Free next day delivery is currently the easy-win strategy for retailers to attract and gain the loyalty of new customers. The immediacy of modern e-commerce is rapidly becoming an arms race to see who can deliver in matter of hours, rather than days, with services like Amazon Prime pushing the boundaries of how quickly a click on “checkout” can put a product in the customer’s hand. This culture has been normalised by so-called “ultra-fast fashion” brands like ASOS, Boohoo and Missguided who all do free next day deliveries and returns on orders for all customers, meaning consumers can order a dress on a Wednesday, receive it on a Thursday and have it returned to the retailer by Friday if it turns out to not be to their liking. The problem is that as this culture becomes more normal, people forget the impact it has on staff treatment, the environment and the ethical attitudes of the company your buying from…
Pressure on People
It will come as no surprise that faster delivery and return times puts significantly higher pressure on the warehouse staff who have to pack, unpack and re-pack products for delivery. There have already been a number of investigations by Buzzfeed and Channel 4’s Dispatches showing underpaid and overworked staff working in unsafe conditions to strict deadlines all in the name of “fast fashion”. Indeed many MPs have likened this to the use of slave-labour with some workers being paid lower than the minimum wage and for fewer hours than they have actually worked.
To take it to a higher level, Amazon has been in and out of the news over the past few years for its treatment of staff after it was reported they had fired workers for taking 4 separate sick days in 1 year (even with a doctor’s note) and other workers were camping near the warehouse in Scotland to avoid commuting costs and preserve as much of their minimum wage as possible.
So, instead of the cost being paid by customers, it is being forced onto the workers who are squeezed in terms of their pay and working hours. We are literally subisidising our own impatience with people’s lives.
Packaging & Pollution
According to a survey released earlier this year, London fell to 40th place when ranked against 231 cities around the world due to its increasingly bad air pollution and traffic congestion. Much of this has been attributed to the rise in office workers ordering next day clothing deliveries directo their office (rather than having them delivered at home or to a drop point). This has meant larger delivery lorries and vans have increased in numbers on the relatively small London roads presenting a real hazard to London’s inhabitants and their quality of life. Air quality levels in Central London are widely regarded as some of the worst in Europe and traffic continues to be a constant issue for both businesses and commuters alike.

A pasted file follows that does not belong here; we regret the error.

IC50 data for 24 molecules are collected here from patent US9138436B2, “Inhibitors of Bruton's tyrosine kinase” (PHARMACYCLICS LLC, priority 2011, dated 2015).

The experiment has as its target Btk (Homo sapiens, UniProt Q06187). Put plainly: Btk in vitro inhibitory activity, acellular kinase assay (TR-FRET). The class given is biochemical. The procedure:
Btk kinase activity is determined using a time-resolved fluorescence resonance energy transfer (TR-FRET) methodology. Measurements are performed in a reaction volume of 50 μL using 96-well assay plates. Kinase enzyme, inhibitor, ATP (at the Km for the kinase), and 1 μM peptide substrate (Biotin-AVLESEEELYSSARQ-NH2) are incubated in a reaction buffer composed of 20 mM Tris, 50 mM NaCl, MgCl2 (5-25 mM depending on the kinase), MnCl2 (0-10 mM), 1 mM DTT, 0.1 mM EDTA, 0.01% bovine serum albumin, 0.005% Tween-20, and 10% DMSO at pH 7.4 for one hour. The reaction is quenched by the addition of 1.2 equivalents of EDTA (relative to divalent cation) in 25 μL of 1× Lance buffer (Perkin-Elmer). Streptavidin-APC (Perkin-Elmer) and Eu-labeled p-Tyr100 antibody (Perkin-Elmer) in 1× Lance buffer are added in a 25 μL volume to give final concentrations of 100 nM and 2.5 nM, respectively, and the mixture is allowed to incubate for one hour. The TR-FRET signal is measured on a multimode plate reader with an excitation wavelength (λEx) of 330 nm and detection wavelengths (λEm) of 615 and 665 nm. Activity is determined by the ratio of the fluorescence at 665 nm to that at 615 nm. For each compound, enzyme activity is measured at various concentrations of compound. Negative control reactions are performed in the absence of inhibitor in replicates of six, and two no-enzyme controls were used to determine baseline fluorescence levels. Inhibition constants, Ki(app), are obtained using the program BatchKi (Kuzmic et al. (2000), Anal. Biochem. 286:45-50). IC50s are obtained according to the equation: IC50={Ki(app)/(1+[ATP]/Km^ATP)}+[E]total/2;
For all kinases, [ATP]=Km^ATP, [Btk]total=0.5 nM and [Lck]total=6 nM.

We also see retailers attempting to fit in more packages per delivery by using plastic bag packaging, rather than cardboard boxes, which take up more space. This present yet another environmental issue as consumer orders generate large amounts of plastic (often non-recyclable) causing further damage. Although many retailers have schemes in place (such as clothes recycling, eco collections etc.) this is a largely unaddressed issue that is only getting bigger and more costly as time goes on.
Ask Yourself: Do You Really Need It?
It’s not often that I hark back to earlier days, but it’s important to remember that the fashion industry thrived without next day delivery and returns. Careful and considered shopping was the order of the day, with decisions based on quality, retailer loyalty and clothing versatility being the main focus. I try to live by this, specifically buying clothing that will work with a variety of outfits throughout the year and not just for specific events. I try and buy good quality clothing but do go in-store to the likes of H&M to pick up essentials like basic t-shirts from their sustainable clothing range.
It’s important to recognise that this problem is not the retailers’ problem, they are simply fulfilling a desire from us. We demanded quicker, cheaper clothing with less hassle and queues. We lost our patience and now the staff and the environment are having to pay the price. We have blood on our hands because we find it too hard to do the research, take our time and buy with intent rather than just throw money at whatever takes our fancy. We need to take responsibility and make change happen with our wallets (by keeping them closed) or it will become start becoming invasive and dangerous for everyone.
So if you have a tab open at checkout right now, with an order ready to be processed for payment. Take a moment and think whether you actually need it tomorrow? Alternatively, if you have a night out planned this weekend, maybe order a little earlier in the week so you can get standard delivery or book out some time in an evening to go to your local high street and pick it up yourself. You don’t NEED the fastest option, it just seems the most appealing to you right now.
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